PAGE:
From texts and messenger apps, to video calls and actual voice calls (remember those?), strike up a conversation, humans are social creatures and our technology can help bridge the gap in human interaction until things return to normality. Even if you have no problem being on your own and enjoy your own company just fine, is there someone else in your life who may be particularly vulnerable at this time? Now would be the time to check in with them, don’t underestimate the positive impact this can have on others.

Take time to unwind

There’s a number of things you can do to get some more relaxation into your life during this time. Practice breathing exercises to aide relaxation; there are numerous guides on YouTube that walk you through various mindfulness or meditation practices. Why not even take a virtual walk around campus with our ‘Minute of Mindfulness’.

There’s no shortage of ideas to try out, check out these other activities you can do while at home.

Keep active

If you’re able to, taking walks outside in non-crowded spaces is a great way to support your well-being, increasing sunlight exposure, fresh air and movement! Home workouts are also an option. If the gym is part of your regular routine, home workouts are a great alternative! Guided yoga or putting on your favourite music and dancing are all great ways to increase your activity!

Look after your body

Plenty of sleep, plenty of water and eating well are all important. It’s been shown that lacking in any of these areas has a detrimental effect on your immune system. So hit the hay early, fill that water bottle and keep the junk food to reasonable levels (easier said than done, we know). When it comes to well-being, look at your mind and body as a two-way street. For the best results, take the time to take positive steps to ensure your body and your mind are getting the love and attention they need and deserve.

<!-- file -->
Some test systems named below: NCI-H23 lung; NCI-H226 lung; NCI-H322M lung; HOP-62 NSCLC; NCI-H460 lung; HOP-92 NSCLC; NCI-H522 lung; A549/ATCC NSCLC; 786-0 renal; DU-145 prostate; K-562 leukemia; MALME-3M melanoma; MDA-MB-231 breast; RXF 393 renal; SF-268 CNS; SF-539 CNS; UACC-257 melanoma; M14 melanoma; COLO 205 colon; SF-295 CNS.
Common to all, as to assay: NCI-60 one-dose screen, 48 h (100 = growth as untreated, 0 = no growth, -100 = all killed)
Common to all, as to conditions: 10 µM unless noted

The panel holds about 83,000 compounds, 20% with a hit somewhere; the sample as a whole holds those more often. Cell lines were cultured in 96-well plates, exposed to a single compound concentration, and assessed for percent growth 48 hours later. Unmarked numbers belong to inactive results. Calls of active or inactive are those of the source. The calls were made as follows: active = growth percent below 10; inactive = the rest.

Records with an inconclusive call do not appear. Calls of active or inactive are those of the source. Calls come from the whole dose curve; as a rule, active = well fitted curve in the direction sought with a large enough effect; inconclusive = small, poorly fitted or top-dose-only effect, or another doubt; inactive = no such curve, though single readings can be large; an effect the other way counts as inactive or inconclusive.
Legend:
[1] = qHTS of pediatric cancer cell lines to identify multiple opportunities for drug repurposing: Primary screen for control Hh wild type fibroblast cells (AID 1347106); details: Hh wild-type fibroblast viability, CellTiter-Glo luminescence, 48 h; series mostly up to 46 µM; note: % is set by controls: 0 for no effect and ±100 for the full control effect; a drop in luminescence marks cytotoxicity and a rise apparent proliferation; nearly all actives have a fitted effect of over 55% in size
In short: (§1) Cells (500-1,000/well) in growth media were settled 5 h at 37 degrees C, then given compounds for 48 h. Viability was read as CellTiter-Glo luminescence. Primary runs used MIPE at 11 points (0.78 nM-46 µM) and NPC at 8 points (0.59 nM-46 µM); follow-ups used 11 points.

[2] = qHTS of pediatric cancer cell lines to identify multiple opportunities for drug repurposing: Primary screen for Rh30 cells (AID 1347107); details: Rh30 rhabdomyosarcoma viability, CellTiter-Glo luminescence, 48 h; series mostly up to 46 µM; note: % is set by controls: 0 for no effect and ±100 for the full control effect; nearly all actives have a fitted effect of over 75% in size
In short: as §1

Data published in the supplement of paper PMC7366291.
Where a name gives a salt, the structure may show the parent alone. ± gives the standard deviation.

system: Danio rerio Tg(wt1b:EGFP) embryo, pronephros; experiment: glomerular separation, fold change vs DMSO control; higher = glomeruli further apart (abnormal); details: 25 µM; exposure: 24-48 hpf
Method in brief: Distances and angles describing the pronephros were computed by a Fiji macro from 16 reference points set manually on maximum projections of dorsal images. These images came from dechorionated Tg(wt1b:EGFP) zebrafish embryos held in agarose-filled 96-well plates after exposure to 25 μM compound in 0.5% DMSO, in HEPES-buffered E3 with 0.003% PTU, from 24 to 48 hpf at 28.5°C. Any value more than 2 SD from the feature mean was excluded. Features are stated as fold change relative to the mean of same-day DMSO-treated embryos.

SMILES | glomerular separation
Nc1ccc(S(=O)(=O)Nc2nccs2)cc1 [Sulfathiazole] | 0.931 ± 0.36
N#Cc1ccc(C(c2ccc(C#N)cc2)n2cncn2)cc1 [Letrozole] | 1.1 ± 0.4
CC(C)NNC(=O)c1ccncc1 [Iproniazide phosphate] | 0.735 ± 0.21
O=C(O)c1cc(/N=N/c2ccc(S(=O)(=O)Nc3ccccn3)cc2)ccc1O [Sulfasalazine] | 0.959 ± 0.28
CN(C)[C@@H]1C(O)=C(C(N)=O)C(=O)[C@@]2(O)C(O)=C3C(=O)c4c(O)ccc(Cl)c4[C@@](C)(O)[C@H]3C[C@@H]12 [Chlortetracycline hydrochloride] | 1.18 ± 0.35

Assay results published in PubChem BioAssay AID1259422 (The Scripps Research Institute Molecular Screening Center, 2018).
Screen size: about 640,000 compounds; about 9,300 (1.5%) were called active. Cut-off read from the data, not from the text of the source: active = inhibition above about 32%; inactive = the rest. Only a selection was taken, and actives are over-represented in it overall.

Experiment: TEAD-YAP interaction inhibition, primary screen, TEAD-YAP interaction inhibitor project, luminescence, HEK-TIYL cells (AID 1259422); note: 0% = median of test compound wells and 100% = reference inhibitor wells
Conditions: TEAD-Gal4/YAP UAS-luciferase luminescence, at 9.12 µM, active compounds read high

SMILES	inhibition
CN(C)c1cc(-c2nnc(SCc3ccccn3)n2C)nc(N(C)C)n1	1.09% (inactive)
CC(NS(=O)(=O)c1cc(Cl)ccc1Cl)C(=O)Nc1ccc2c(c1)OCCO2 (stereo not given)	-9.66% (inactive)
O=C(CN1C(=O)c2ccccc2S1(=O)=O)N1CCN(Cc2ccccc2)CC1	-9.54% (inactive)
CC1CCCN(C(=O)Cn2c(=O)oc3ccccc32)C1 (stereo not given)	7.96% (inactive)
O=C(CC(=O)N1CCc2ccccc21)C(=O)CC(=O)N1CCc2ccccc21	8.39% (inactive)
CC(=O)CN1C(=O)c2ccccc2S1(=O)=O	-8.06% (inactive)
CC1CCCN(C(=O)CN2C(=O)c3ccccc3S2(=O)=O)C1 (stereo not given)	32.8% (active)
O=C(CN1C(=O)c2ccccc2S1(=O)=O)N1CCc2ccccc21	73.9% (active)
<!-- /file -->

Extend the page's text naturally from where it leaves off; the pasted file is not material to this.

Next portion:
Be productive

Now is a great time to focus on that task in the house that you’ve been putting off. This may also be a great time to learn something new! The internet provides a plethora of information, so get stuck into a topic of interest! Want to learn a language? Go for it. Curious about computer coding? Dive in. Pick up a book, get your house to-do list written up, get creative and see what else you can come up with. It’s important to maintain a structure to your day. Having a set schedule for mealtimes and a set bedtime can help you to stay on track. Planning out activities and setting goals can also help keep you motivated and stop you feeling down.

Help others where you can

If you are in a position and able to help out a neighbour or friend, maybe dropping off a care package, this is also a great way to support your well-being. Of course, you should ensure you are still adhering to the current government advice by practicing social distancing, especially to the more vulnerable and high-risk portion of the population. It’s normal to feel helpless during times like these, but one thing that’s always in your control is how you react. The world needs more positivity during these times, so spread the love where you can.

Taken together, these steps should help you keep your mental health in check as the world navigates through these choppy waters. We’ve also listed below some additional resources you can take a look at for more tips and inspiration on looking after your wellbeing while dealing with the Coronavirus situation.

Please remember, if you need any support the student hub is still here to help. You can reach out to them on 01786466022.

Did these tips help you? If so, please feel free to share if you think these could benefit others. For further information from the university relating to Coronavirus (COVID-19) please see our FAQ page which we will keep regularly updated.